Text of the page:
Indeed, the lyrical poet Aurelius Prudentius Clemens said that a Vestal named Claudia had abandoned the worship of Vesta to convert to the God of Christians, and that she was in fact removed from the order of the Vestals.
Six Vestals and Thirty Years of PriesthoodThere were six Vestals; they were to commit themselves, under penalty of death, to remain virgins throughout their thirty years' priesthood.
The novices were between six and ten years old when they were admitted to the Vestals.
When they entered the order, they cut their hair and dressed them in white.
- The first ten years were intended to learn the role of the priestess,
- The next ten years serving the goddess Vesta as a priestess,
- And during their last ten years of priesthood, they taught their role as priestess to young novices.
At the end of these thirty years in the service of Vesta, they were freed from their vow of chastity and they could marry if they so desired.
The Vestals received a significant dowry when they entered the priesthood.
A dowry they could spend as fit would seem to them.
It should be noted that the Vestals were the only women priests in Rome, which further increased the respect of the Romans for them.
They occupied an important place in Roman society because they were entitled to places of honour in all official ceremonies.
The Vestals were sitting with the emperor during the circus games at the Colosseum, close to their home.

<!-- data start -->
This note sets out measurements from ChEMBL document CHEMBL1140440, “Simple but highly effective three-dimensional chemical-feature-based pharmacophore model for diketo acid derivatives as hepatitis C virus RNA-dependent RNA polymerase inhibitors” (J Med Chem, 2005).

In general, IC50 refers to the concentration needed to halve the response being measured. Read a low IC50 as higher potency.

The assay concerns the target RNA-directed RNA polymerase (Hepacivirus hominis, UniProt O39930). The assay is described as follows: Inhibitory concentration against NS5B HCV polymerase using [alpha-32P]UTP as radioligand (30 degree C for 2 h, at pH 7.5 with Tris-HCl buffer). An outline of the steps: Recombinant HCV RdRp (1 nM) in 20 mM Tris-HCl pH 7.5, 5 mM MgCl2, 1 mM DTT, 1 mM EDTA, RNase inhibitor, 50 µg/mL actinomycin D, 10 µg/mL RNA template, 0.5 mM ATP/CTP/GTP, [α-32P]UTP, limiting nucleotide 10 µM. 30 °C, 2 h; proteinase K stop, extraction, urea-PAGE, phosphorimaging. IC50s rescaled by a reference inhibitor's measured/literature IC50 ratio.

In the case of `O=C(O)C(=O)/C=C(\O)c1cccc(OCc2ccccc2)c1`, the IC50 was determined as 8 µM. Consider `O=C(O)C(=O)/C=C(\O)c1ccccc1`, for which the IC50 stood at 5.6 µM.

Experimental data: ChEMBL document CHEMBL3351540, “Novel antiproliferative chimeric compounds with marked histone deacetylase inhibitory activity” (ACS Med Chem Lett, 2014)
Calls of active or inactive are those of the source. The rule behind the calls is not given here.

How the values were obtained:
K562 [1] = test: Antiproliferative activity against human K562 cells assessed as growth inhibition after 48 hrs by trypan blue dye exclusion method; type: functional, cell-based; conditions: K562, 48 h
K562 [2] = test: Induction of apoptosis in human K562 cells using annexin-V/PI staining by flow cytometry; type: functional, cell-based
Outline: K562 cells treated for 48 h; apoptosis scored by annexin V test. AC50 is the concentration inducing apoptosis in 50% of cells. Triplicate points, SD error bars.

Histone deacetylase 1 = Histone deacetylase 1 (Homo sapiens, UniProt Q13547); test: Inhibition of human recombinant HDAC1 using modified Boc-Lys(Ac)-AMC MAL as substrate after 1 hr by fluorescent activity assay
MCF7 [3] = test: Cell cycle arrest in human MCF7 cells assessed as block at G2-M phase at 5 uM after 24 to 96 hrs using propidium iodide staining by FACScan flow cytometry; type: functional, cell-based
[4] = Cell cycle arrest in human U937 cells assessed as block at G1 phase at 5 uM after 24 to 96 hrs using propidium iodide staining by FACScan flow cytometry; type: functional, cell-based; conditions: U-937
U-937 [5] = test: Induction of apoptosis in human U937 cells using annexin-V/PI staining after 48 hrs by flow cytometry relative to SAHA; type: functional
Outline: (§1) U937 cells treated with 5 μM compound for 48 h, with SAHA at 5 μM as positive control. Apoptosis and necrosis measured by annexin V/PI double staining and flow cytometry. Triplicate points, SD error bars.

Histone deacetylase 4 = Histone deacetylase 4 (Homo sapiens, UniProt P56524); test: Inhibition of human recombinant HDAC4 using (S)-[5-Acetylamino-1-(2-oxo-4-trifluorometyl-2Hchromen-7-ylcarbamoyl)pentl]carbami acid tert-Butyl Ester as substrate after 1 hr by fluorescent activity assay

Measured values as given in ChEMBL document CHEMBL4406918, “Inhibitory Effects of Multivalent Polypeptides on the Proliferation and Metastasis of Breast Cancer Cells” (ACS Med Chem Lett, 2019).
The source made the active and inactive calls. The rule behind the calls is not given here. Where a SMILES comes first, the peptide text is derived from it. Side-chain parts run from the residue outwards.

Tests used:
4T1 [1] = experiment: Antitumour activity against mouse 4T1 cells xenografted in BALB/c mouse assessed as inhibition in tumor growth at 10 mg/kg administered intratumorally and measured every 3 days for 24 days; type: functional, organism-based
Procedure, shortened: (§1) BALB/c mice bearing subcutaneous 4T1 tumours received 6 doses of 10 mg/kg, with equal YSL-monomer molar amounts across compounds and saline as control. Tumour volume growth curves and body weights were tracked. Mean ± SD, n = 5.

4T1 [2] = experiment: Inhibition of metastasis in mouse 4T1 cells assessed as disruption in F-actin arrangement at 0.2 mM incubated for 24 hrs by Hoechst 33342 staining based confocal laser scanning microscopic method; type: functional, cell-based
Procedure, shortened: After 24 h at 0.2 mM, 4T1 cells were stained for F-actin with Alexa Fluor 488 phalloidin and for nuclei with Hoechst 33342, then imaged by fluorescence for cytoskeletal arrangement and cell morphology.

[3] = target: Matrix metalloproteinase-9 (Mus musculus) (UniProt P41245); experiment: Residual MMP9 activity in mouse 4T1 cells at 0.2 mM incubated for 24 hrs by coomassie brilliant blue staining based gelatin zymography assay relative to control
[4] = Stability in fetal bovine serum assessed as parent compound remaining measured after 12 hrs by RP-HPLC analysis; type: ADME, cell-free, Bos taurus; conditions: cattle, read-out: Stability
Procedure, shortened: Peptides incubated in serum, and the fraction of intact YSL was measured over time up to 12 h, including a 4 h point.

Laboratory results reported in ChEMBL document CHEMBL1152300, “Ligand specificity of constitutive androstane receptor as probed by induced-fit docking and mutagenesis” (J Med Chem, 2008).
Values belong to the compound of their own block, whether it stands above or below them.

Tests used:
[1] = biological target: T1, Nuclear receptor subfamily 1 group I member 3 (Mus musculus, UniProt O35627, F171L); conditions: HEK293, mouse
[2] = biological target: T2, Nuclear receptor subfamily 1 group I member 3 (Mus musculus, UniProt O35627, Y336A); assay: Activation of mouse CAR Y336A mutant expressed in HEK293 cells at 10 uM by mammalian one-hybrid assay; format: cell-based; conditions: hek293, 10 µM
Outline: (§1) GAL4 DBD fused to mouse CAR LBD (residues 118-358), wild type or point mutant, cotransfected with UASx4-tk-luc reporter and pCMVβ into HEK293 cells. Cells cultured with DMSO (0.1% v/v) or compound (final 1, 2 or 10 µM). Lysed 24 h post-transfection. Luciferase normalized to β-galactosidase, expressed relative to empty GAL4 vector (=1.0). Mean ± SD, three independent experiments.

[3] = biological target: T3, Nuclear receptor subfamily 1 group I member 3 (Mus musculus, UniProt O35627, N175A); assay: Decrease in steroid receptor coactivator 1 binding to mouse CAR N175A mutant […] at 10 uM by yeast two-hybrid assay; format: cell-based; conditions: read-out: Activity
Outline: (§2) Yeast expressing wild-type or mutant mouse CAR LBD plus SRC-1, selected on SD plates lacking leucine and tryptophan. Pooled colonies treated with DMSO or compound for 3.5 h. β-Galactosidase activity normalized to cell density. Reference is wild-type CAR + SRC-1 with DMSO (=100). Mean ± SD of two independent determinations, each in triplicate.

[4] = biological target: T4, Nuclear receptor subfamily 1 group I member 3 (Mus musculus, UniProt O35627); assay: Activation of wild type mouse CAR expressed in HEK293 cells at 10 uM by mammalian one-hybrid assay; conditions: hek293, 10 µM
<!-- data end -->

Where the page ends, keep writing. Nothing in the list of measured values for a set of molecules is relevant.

Apart from their commitment to chastity and outside their religious service, they enjoyed some freedom.
In fact, they could travel by carriage in Rome and attend the Colosseum Games in the lodges reserved for them.
Their sacred role even gave them the power to pardon any condemned to death whom they could encounter by chance on their way.
On the other hand, their punishment was terrible if by misfortune they let the fire go out or if they lost their virginity.
In these cases, they were buried alive with bread and a little light, in a small underground room dug on Mount Quirinal, in a place with the evocative name: the “Campus Sceleratus” (villainous place).
However, there would have been no more than ten death sentences on Vestals throughout the history of Rome.
Duties and Sacrality of the VestalsJust as in prehistoric times when the preservation of fire had become vital, the Vestals were responsible for holding the sacred flame eternally lit.
A flame that was allegedly brought to Rome from Troy by Aeneas.
It is also said that Rea Silvia, the real or mythical mother of Romulus and Remus, the founding twins of Rome, had been herself Vestal in her youth.
The sacred home maintained by the Vestals was extinguished and reignited once a year by Pontifex Maximus, the priest possessing the highest rank in the order of priests of the High Roman Empire.
He was also the only man allowed to enter the house of the Vestals.